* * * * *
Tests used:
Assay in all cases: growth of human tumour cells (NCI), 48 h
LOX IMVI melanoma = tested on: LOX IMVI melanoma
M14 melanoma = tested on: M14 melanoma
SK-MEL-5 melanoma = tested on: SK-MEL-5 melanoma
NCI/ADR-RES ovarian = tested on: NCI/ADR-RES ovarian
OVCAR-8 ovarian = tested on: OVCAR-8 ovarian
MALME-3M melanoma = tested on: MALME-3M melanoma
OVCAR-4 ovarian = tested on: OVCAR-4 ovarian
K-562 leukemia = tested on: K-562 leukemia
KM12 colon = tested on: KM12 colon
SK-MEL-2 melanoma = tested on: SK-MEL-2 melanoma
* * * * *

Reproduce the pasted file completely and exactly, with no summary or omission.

Tests used:
Assay in all cases: growth of human tumour cells (NCI), 48 h
LOX IMVI melanoma = tested on: LOX IMVI melanoma
M14 melanoma = tested on: M14 melanoma
SK-MEL-5 melanoma = tested on: SK-MEL-5 melanoma
NCI/ADR-RES ovarian = tested on: NCI/ADR-RES ovarian
OVCAR-8 ovarian = tested on: OVCAR-8 ovarian
MALME-3M melanoma = tested on: MALME-3M melanoma
OVCAR-4 ovarian = tested on: OVCAR-4 ovarian
K-562 leukemia = tested on: K-562 leukemia
KM12 colon = tested on: KM12 colon
SK-MEL-2 melanoma = tested on: SK-MEL-2 melanoma